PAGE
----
Honda to only sell electric vehicles in Europe by 2025

Japanese car manufacturer Honda has launched ambitious plans to only sell vehicles using electric powertrains in Europe within six years, which will be complemented by new energy management partnerships.


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Honda to only sell electric vehicles in Europe by 2025

Honda says movement towards electrification has "gathered pace significantly"

The firm made the announcement at the Geneva Motor Show, where its senior vice president for Europe, Tom Gardner, said it was making the move alongside its overall global shift to electrification by 2030, which will see Honda produce two-thirds of total sales from electric vehicles (EVs) by this time.

Gardner said the shift to electrification “has gathered pace considerably”, describing technological changes as “unrelenting” with customers also shifting their view on EVs.

It came as the firm also unveiled its latest electric model, the e Prototype, that the company claims will have a range of more than 200km, as well as a fast-charge functionality that provides 80% range in 30 minutes. It hopes to move towards a production model by the end of 2019.

Also within the statement by Gardner were a series of announcements on developing partnerships with smart grid firm Moixa and Ubitricity to support energy management plans.

Gardner described it as a “significant move” which would create additional value for power system operators and customers. He also said Honda was planning feasibility studies for its new technologies in London and Offenbach, Germany, with further announcements expected by the end of the year.

Electric strategy

The news follows a series of announcements from Honda since 2016 on its corporate strategy towards electrification, which included the firm shifting production to petrol-battery hybrid, plug-in hybrid, battery electric and fuel cell vehicles from 5% to 65% of vehicles.

Plug-in hybrids have been ‘at the core’ of its electrification plan, and the plans to move to 100% electric powertrains means it can still focus on selling hybrid vehicles alongside ‘pure’ electric cars.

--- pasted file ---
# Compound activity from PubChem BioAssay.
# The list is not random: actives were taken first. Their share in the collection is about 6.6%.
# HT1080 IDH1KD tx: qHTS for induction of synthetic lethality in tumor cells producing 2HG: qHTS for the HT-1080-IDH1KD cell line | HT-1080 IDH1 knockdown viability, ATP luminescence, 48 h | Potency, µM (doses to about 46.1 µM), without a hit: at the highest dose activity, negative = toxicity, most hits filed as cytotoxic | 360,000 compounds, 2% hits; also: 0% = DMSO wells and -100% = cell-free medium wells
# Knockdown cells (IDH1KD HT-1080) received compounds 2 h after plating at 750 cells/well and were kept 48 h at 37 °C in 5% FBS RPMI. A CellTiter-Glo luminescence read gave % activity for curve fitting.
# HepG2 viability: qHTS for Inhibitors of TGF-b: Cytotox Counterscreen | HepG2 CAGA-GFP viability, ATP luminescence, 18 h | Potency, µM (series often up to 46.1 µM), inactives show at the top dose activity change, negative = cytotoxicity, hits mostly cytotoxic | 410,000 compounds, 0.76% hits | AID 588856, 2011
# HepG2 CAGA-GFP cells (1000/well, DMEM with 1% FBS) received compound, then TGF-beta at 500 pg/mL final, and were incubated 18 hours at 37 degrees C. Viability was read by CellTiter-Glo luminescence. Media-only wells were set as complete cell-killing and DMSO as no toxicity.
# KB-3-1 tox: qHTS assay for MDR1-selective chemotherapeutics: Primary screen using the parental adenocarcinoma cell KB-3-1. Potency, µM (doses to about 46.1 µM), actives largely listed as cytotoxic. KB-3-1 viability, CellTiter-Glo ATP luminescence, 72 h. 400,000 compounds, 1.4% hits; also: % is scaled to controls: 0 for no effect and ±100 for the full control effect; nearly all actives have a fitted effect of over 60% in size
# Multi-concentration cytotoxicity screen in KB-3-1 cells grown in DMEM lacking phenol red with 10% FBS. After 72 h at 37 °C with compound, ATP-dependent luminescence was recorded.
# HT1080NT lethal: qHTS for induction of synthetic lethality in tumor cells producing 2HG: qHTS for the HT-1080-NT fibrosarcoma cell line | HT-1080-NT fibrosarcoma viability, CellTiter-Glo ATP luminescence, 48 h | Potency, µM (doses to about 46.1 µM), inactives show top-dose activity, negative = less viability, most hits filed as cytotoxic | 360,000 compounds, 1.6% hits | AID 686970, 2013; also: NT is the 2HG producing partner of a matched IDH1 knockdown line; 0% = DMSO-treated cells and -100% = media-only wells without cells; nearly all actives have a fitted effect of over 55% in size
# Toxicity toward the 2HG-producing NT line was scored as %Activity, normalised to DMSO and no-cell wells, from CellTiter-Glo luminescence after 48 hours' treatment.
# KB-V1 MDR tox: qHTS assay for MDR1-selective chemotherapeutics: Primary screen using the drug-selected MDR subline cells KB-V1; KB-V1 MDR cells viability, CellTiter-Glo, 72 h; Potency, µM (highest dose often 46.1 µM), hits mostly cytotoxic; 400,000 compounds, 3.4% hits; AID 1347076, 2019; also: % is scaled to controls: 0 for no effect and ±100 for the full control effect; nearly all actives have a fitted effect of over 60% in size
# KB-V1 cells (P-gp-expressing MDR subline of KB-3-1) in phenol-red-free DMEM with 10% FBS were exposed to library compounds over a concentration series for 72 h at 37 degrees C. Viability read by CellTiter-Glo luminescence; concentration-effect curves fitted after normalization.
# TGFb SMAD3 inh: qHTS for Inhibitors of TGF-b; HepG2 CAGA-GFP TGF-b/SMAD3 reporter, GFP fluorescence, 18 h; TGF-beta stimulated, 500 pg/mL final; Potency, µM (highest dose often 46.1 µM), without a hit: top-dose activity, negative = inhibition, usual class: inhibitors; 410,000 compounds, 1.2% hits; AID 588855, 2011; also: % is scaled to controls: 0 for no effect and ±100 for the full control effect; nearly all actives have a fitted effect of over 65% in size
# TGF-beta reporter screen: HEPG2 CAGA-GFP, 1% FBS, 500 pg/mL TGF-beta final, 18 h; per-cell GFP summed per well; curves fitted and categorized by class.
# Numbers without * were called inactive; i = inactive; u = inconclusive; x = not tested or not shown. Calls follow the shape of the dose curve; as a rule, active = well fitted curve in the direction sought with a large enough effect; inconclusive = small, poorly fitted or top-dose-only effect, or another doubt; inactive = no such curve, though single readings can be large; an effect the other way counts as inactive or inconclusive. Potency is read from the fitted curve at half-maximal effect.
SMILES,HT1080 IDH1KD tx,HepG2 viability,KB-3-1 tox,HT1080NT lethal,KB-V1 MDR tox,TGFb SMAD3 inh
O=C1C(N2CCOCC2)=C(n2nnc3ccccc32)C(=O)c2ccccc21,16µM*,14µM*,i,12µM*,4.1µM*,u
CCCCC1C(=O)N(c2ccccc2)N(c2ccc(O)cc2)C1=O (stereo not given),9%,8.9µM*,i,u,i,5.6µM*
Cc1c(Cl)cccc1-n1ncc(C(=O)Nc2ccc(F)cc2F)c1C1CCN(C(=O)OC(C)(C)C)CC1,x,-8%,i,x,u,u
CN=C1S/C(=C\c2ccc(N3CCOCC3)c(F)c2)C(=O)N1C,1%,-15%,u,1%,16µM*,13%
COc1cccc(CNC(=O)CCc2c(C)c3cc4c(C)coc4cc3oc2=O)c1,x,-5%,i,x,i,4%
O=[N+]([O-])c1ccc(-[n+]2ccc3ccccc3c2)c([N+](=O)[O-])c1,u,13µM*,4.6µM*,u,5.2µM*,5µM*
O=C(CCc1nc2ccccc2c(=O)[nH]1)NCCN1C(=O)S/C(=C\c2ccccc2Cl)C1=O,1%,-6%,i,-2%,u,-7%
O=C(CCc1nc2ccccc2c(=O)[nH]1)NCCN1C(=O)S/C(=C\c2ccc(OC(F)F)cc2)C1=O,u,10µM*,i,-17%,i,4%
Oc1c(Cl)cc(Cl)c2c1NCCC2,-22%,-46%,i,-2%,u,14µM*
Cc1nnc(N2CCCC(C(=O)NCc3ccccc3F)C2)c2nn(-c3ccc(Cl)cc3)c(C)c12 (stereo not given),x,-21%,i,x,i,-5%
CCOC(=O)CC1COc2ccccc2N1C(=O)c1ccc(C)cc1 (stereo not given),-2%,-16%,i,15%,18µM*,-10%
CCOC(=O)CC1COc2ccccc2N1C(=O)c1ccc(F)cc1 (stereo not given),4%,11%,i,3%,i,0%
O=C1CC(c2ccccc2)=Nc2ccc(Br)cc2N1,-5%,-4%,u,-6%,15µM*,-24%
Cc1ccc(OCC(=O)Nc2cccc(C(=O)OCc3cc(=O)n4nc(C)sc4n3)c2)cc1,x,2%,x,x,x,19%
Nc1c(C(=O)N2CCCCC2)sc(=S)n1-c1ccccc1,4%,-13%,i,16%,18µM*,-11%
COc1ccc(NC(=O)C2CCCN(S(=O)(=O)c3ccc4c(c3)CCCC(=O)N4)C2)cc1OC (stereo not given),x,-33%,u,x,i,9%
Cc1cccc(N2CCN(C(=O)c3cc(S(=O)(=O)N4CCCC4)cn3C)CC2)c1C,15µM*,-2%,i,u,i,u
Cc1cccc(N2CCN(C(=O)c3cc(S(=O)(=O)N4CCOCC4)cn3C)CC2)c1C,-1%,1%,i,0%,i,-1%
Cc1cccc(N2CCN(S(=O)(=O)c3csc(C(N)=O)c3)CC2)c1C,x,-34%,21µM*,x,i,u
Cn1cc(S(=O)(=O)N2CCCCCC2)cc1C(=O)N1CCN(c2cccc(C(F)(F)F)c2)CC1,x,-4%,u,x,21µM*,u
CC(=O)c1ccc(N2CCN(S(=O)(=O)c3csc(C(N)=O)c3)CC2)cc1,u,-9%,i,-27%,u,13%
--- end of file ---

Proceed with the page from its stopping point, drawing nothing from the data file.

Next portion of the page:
Honda has been at the forefront of EV infrastructure development in the UK too. In March 2018, it teamed up with other firms, local bodies and academic institutions on a project to demonstrate the business case for Vehicle-to-Grid (V2G) technologies across the UK, providing its Power Manager system, which enables the distribution of electricity between the grid and consumers through EVs, solar-panel equipped homes and workplaces.

Geneva Motor Show

The Honda statement is the latest news from the Geneva Motor Show which has featured a large number of EV announcements from global car manufacturers, either presenting vehicles at prototype stage or for production.

Audi unveiled its latest compact e-SUV, the Q4 e-tron; Volkswagen revealed its ID electric buggy car; Kia also showed a new electric concept vehicle; and a new claim for the fastest road car in the world was shown off by Italian firm Automobili Pininfarina, which said its Battista supercar could do 0-62mph in less than two seconds and had a top speed in excess of 200mph.

James Evison

© Faversham House Ltd 2022 edie news articles may be copied or forwarded for individual use only. No other reproduction or distribution is permitted without prior written consent.

Comments (1)

  1. David Dundas says:

    It’s surprising that there’s no mention of Hydrogen fueled electric vehicles (FCEVs) at the Geneva show, considering that they are available in Germany where there are now over 50 hydrogen filling stations in operation. The UK has about 10 hydrogen filling stations, mainly in London.

    A hydrogen FCEV can be refilled just as quickly as petrol or diesel, and its power density per kilo is much higher than a battery, so they will replace EV’s over the next 10 years. Maybe the British reporter didn’t think FCEVs were worth mentioning?

    Either way, the electric power to charge an EV or to hydrolyse water to hydrogen still needs to come from a fossil-free source.

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